China GDP came in bang on expectations at 7.8% for the year to September, up from 7.4% in the year to June. However, growth rates in the monthly activity indicators showed some loss of momentum reinforcing our expectation that growth will slow into the end of the year. That said we still expect annual average growth of 7.6% this year, just ahead of the official target of 7.5%.
Growth in Industrial production slowed to
10.4% yoy in September, down from 10.4% in August. Power, steel and cement production all slowed
although value-add in the automotive sector improved. This week’s flash HSBC PMI for October will
be an important indicator of how manufacturing was faring at the start of the
Growth in fixed asset investment (FAI) slowed
with growth coming in at 20.2% ytd in September, down from 20.3% in
August. Infrastructure investment remains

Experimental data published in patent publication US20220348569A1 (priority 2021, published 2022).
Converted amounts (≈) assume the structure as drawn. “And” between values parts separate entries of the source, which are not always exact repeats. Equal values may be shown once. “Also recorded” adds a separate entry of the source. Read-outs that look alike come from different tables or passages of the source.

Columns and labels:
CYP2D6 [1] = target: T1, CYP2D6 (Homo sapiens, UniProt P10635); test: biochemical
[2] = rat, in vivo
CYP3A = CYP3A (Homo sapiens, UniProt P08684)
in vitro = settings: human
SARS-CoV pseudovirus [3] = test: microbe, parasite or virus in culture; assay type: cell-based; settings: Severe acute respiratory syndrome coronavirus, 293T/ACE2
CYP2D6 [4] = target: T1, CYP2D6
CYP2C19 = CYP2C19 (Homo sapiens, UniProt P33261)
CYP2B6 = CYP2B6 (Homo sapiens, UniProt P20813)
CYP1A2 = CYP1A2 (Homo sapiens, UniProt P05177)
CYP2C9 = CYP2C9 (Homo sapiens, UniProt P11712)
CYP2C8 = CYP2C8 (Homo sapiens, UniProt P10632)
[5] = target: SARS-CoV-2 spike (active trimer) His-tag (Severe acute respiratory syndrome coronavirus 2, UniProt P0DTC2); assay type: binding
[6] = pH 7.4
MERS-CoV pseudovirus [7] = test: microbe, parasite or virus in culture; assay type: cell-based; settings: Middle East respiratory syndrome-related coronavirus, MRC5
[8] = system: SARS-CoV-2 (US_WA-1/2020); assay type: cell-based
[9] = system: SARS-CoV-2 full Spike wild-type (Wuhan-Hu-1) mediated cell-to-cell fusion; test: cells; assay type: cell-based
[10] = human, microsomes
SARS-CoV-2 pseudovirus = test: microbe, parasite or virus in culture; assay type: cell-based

the strongest component of investment, although growth slowed over the
month. Manufacturing and residential
property investment both accelerated over the month. We expect infrastructure investment will
continue to drift lower into year-end, while some further modest upside can be
expected in residential investment. We
are cautious about the outlook for manufacturing investment given tighter
credit conditions and excess capacity in some areas. Overall we expect FAI growth will be sub-20%
by year end.
Retail sales growth was disappointing. While nominal sales growth slipped only
slightly from 13.4% yoy in August to 13.3% in September that was largely due to
higher inflation. Real retail sales
growth fell from 11.6% yoy in August to 11.2% in September. Disposable income growth accelerated over
the month which bodes well for consumption spending although as we head into
the end of the year annual growth will be impacted by the high base effect from
the end of last year.
Net exports made a negative contribution to
GDP growth in the September quarter. We
expect exports to strengthen next year as global growth moves up a notch.
Earlier in the month it was reported that
inflation for September came in at 3.1%.
That reinforces our expectation that scope for monetary stimulus remains
limited with the authorities remaining focussed on structural reform. In that regard the upcoming Third Plenary
session of the Communist Party is critical.